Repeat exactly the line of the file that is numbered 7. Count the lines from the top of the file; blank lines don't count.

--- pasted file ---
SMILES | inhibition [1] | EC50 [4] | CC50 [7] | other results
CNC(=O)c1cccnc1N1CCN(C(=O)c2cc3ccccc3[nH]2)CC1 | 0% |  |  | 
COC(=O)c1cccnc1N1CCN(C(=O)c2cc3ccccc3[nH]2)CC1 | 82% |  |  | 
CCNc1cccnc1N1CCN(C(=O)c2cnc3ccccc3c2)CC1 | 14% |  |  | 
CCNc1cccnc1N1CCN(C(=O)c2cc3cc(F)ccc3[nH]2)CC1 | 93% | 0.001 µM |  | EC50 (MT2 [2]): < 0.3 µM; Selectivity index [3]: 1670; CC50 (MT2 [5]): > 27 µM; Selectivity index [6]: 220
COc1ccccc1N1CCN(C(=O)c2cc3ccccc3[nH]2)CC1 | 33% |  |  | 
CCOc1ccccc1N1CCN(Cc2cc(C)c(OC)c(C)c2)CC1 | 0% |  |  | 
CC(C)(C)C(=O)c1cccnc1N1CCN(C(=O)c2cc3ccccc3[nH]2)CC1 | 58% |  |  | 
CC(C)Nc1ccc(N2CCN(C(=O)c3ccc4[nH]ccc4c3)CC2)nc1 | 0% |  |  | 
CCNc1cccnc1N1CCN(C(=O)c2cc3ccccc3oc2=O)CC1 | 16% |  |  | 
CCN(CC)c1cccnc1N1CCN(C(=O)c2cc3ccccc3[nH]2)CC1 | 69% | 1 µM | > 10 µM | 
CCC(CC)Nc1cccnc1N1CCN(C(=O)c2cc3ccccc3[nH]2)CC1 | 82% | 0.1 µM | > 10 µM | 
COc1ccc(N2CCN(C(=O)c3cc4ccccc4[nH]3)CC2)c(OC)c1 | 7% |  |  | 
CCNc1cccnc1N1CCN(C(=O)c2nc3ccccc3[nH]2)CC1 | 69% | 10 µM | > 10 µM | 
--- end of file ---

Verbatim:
CCOc1ccccc1N1CCN(Cc2cc(C)c(OC)c(C)c2)CC1 | 0% |  |  | 